Microsurgery: Transplantation and Replantation by Harry J. Buncke, MD, et al.
  Table of Contents / Chapter 6:
The Groin Flap

A patient with an above-knee amputation needed a groin flap transplant to accommodate a prosthesis.

FIG. 6-55. The above-knee amputation is through the mid-thigh, with an unstable scar on the posterior medial aspect of the amputation stump.

FIG. 6-56. A large groin flap, raised from the contralateral side.

FIG. 6-57. The groin flap is transplanted into position. It was impossible to rotate an ipsilateral groin flap into the posterior aspect of the lower stump.

FIG. 6-58. The patient is shown standing with his prosthesis. He is a champion one-legged downhill skier.


In this case, the skin graft was made directly on bone in a below-knee amputation. A prosthesis could not be worn.

FIG. 6-59. Split-thickness skin graft directly on bone in the anterior and distal surface of a below-knee amputation stump. A Doppler probe was used to locate the anterior tibial vessels.

FIG. 6-60. Excisional defect created after removing the skin graft. The groin flap is next to the defect.


FIG. 6-61. The groin flap is wrapped over the distal end of the stump, ready for anastomosis to the located anterior tibial vessels.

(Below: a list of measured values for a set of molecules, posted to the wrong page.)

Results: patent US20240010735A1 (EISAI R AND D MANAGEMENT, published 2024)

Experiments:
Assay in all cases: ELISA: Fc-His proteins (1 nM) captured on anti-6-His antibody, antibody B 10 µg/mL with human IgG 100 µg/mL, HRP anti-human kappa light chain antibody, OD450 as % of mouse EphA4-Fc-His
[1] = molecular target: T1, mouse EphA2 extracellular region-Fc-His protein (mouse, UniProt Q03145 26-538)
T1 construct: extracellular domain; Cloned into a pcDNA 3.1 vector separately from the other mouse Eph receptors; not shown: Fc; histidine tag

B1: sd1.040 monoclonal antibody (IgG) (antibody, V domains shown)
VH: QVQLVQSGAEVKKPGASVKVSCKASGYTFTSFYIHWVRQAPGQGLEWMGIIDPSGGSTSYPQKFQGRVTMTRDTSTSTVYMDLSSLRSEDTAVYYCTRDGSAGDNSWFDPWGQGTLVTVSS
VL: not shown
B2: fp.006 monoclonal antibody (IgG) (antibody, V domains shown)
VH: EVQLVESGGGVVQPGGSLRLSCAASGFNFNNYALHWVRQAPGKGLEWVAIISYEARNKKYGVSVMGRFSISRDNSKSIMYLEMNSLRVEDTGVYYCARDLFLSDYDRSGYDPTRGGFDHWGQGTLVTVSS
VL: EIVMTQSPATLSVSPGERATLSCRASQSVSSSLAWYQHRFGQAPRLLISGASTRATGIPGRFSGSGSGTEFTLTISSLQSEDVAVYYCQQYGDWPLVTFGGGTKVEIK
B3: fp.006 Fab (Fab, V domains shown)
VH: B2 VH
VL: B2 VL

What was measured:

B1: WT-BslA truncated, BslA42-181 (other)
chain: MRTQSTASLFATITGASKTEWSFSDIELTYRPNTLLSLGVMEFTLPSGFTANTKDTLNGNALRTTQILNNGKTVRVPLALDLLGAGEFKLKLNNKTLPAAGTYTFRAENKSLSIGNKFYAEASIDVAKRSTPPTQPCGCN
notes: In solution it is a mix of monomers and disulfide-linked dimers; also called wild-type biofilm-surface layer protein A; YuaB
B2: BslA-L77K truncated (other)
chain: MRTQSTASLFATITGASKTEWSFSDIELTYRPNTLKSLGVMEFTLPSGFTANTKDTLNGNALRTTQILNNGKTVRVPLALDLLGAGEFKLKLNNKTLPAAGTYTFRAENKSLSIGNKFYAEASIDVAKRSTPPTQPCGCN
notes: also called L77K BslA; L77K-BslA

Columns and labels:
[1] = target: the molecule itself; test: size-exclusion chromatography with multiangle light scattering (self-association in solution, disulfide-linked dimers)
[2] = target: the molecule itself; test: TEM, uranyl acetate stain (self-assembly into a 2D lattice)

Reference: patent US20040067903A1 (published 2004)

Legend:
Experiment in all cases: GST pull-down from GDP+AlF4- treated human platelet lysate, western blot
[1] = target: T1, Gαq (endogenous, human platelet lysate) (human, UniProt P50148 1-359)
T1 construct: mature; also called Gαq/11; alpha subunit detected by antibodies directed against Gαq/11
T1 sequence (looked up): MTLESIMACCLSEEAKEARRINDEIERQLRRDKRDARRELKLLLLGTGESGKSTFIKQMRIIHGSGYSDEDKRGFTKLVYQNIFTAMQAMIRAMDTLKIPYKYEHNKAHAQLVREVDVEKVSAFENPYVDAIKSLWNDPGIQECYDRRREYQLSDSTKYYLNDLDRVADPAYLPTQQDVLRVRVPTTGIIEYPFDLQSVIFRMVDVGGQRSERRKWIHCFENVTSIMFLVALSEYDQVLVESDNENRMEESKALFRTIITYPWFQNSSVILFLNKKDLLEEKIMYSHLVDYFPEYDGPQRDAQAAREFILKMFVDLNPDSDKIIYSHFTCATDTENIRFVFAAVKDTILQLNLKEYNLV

FIG. 6-62. Well-healed groin flap provides protective cover over the stump.

FIG. 6.63. The below-knee prosthesis is shown, well-fitted and in place.


A nonunited fracture of the tibia was covered by an unstable skin graft. (From Garrett, J.C., Buncke, H.J., and Brownstein, M.L.: Free groin flap transfer for skin defects associated with orthopedic problems of the lower extremity. J. Bone Joint Surg. 60A:1055, 1978.)

FIG. 6-64. Chronic draining wound.

FIG. 6-65. The underlying nonunited fracture. A previous cross-thigh flap had failed to provide stable coverage.

FIG. 6-66. A mobilized groin flap is next to the wound. In this instance, the groin flap vessels will be anastomosed to the anterior tibial vessels as the groin flap spirals around the anterior lateral aspect of the leg.

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